After the sombre formalities the members retired to the dining room for their final meal, which was far from sombre, and certainly not alcohol-free as Thomas Whitwell would have preferred. The brethren showed that they were still in excellent spirits. The brethren are joining new lodges in Stockton, Billingham and as far afield as Chester-le-Street. Good luck to all!

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Date :

A Sad Night for St Helen’s Royal Arch Chapter

On Thursday 14th September, the 2nd Provincial Grand Principal Excellent Companion David Hanson attended St Helen’s Royal Arch Chapter No.531 at Raby Road, Hartlepool.

The Chapter was opened by the three principals, Z – Excellent Companion Dennis McIndoe, H – Excellent Companion Terry Potter and J – Ian Toy. After the minutes the Provincial Deputy Grand Director of ceremonies announced that the 2nd Provincial Grand Principal was at the door of the Chapter.

Excellent Companion David was welcomed into the Chapter by the three principals, there then followed a proposition from the Scribe E. Excellent Companion Neil Syres that any remaining Chapter funds be donated to the HMBA charitable account. After the proposition proved successful, he then gave a brief history of the Chapter, which was well received by those present.

The next business of the evening was to vote on surrendering the warrant of the Chapter, which proved, with a heavy heart from the companions of the chapter, successful.

A notably upset first principal, Excellent Companion Dennis, passed the warrant to the 2nd Provincial Grand Principal Excellent Companion David.

David then read out the following words:

“With the closing of the volume and the opening of a door think not this Chapter has ended, think what has gone before.

Remember all those worthy men who as Masons came, and who developed love and skill and worked in friendship’s name.

When you take up the labourer’s tools, to gently put aside, think not their work has ended, think; how they were applied.

Remember well the lessons taught, to Companions tried and true, of Principals worthy of the name and their sash of crimson and blue.

When your Pedestal is covered and the tools laid at rest, think not their teaching ended, think more a message blessed.

Remember the special meaning to Companions all, of rebirth and life and learning and waiting for the call.

With the sounding of the sceptres and as the lights at last go out,think not your Chapter has ended, dispel all lingering doubt.

Zerubbabel, Haggai, Joshua, remember as you depart, your Chapter will live forever, in every Companion’s heart.”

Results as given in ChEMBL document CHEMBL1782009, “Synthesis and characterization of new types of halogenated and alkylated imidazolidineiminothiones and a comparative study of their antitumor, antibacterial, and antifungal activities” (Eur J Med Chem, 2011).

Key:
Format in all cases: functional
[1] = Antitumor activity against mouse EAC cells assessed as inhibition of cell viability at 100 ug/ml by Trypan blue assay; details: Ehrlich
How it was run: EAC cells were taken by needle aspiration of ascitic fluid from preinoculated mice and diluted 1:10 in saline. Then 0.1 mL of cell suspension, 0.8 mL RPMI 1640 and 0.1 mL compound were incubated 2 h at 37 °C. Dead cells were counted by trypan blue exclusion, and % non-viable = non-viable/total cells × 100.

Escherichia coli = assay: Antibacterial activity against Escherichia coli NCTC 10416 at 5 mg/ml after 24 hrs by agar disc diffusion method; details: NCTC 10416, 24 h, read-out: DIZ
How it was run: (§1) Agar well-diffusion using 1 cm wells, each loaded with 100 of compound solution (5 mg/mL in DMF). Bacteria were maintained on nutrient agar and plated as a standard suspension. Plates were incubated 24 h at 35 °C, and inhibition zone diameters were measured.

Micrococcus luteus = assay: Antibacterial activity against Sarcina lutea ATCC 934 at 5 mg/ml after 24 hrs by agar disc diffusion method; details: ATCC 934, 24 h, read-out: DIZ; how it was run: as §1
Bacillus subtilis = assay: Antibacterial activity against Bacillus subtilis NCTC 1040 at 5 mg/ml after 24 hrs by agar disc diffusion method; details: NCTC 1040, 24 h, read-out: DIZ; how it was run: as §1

The Provincial Deputy Grand Director of Ceremonies asked the companions to stand, then Excellent Companion David paraded the warrant around the room halting by the entrance.

The companions then retired passing the warrant with silence and dignity to the festive board to enjoy a happy end to very poignant evening, in the knowledge that the members of the Chapter were moving on to other Royal Arch Chapters within the Province of Durham.

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Date :

Durham Provincial Ball

A Provincial Ball has been organised for Saturday 28th October 2023 at Hardwick Hall Hotel – Sedgefield, please find attached a flyer and QR code for the event. This is to be a Black Tie event with Reception drink, 4-Course meal with table wine and entertainment by the fabulous Unbreakable.

Featuring Kirsty Carr and Sharon Cardno, this high energy pairing bring you none stop hits, to create the perfect party atmosphere.

With songs from..
Abba, Erasure, The Tramps, Billy Ocean, Celine Dion, Donna Summer, Bonnie Tyler, The Four Tops, Barry White, Tina Turner, Deacon Blue, 4 None Blondes, Cher, The Killers, and many more

Tickets can be obtained by ticket tailor or the QR code attached.

Click Here To Buy Tickets

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Willington’s Diamond Celebration at 4028

On Wed. 13 September the Lodge once again opened its doors to welcome members and visitors.  Past Assistant Grand Master, David Hay and his Director of Ceremonies, Nigel Watson were also present to celebrate  a Diamond  celebration in recognition 60 years of continual membership  and Service for Ronald David Coates. It is probably no coincidence that David  also  attended for the presentation of a 50 year citation to David in 2013.